Jeff wants to use Mint online, but he's concerned about putting his data online. Leo says that Mint is very secure and he uses it for his business at Tech Guy Labs. Does Mint work with 2 Factor Authentication? Leo says yes, and it does support password vaults like LastPass. But all the security in the world doesn't protect him from a data breach.
Tiny Hardware Firewall
Dan is going to be in a hotel for a few weeks while his apartment complex is being renovated.How can he be secure with Wifi? Leo says that a portable travel router like the Tiny Hardware Firewall will keep you good and protected. But if you turn your phone into a wifi hotspot, you're just as secure because it's encrypted, especially on GoogleFi.
Jose is concerned about being snooped on when using public Wi-Fi. What can he do to protect himself? Leo says the first thing to do is turn on hard drive encryption. That will keep his data safe should his laptop get stolen. But for just being on a public Wi-Fi, VPNs can be beneficial. VPN stands for "Virtual Private Network," and all of the traffic that goes through it is encrypted. It's like a secure tunnel through the internet. Most web pages are encrypted now, though, so no one could see his activity on those sites anyway.
Larry went to NAB and saw the SONY Crystal LED (CLED) video wall - 18x32' 8K display. This is likely going to be a technology for billboards, video walls, movie theaters, and other hugely expensive applications.
What's a good, secure VPN? Leo recommends Tiny Hardware Firewall's Blackhole VPN. They don't log anything, nor do they report stuff.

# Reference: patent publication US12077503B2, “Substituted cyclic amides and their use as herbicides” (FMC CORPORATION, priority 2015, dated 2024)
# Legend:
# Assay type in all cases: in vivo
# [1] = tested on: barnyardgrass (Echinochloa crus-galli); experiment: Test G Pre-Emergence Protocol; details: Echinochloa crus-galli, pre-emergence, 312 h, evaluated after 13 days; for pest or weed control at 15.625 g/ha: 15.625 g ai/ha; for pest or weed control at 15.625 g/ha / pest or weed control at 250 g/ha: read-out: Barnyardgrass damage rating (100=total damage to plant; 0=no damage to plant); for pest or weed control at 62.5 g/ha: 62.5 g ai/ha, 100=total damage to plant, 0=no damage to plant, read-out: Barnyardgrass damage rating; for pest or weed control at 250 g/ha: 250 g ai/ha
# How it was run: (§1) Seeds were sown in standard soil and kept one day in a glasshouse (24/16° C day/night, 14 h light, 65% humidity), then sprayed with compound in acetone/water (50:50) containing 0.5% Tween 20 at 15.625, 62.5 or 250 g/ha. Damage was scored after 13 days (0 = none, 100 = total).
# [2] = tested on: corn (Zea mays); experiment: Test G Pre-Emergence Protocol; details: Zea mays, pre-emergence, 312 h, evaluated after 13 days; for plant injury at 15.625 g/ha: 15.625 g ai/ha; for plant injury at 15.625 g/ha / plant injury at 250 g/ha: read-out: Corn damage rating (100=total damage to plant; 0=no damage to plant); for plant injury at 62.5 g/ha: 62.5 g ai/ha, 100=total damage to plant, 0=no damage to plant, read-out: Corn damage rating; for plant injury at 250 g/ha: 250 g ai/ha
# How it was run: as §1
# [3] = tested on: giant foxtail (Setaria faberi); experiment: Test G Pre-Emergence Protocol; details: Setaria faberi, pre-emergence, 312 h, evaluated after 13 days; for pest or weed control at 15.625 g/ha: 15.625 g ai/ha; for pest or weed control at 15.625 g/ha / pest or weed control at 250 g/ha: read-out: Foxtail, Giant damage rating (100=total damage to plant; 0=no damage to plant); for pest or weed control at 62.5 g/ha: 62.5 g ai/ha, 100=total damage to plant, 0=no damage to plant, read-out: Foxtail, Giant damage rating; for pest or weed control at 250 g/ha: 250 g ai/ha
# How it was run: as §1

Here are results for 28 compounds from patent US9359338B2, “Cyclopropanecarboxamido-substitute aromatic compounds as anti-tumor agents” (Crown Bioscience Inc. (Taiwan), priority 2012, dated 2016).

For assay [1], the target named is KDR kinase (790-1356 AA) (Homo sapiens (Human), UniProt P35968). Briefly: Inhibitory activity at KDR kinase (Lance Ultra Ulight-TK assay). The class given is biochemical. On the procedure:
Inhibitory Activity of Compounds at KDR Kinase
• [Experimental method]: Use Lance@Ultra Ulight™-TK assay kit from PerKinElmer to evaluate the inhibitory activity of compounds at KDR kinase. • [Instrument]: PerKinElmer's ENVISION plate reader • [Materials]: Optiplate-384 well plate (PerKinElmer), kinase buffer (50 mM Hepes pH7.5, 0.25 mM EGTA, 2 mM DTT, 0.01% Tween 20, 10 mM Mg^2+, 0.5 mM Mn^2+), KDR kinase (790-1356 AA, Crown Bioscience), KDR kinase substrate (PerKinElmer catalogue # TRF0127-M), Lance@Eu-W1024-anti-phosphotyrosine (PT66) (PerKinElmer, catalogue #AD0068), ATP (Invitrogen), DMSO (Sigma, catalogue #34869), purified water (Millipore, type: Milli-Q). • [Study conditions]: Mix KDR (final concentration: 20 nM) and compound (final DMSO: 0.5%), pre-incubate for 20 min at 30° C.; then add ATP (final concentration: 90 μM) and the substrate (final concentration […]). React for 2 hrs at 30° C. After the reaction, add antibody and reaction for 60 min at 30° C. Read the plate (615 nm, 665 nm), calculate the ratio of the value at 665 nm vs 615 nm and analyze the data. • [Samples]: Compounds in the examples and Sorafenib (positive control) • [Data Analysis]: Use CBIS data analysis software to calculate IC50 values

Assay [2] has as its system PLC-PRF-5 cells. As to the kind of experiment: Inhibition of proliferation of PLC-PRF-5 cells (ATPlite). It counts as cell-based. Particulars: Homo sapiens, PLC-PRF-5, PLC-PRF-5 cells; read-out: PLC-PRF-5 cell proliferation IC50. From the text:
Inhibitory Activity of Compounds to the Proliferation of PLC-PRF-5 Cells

Joe wants to know about the Tiny Hardware Firewall. Leo says it's a clever solution for those who want to use open Wi-Fi hotspots safely. Tiny Hardware Firewall will give him an additional layer of protection by encrypting all of his Wi-Fi traffic with a virtual private network. Leo adds that it also adds another layer called the Black Hole Cloud service which gives users their own cloud server. This makes it lightning fast. The Tiny Hardware Firewall is about $35, plus a fee for their VPN, which could be about $100 a year.
Russell has an iPhone SE and was using an app called Tether to use his cell phone as an internet hotspot. It doesn't work anymore, though. Leo says that it's been replaced by the hotspot feature in the phone, but his provider may not support it or may charge him a monthly fee to use it. Some carriers don't charge for it at all, like T-Mobile. But resellers, like Boost don't support it because the major carrier they work with doesn't. Will a VPN fix it? Leo says not for hotspotting, but a VPN will work for keeping his internet access encrypted and secure in public Wi-Fi hotspots.
Darrell worries that his laptop isn't safe on a public WiFi hotspot. Leo says that the reality is he does broadcast his web traffic via radio and it can be sniffed. But these days, most sites are encrypted and secure. If he's worried, using a VPN is a good idea. Leo likes Tiny Hardware Firewall.
Charles and his family are going on a cruise and want to know if his devices need to run through a VPN. Leo says there are some risks, but not as much on an iPad. Google has been pushing for https everywhere, meaning that his search activity is encrypted. But that's not stopping someone from using a Wi-Fi sniffer called a Pineapple or Wireshark to figure out what his access point name is. A wise thing to do would be to forget his home network before he goes. Another option is the Tiny Hardware Firewall.
David wants to know if he can use a VPN on his tablet. Leo says that TunnelBear is a good one to look at. Leo uses Hotspot VPN with a hardware dongle called the Tiny Hardware Firewall that he can plug into the tablet and it creates a Wi-Fi access point that he surfs through. It's secure and easy to use.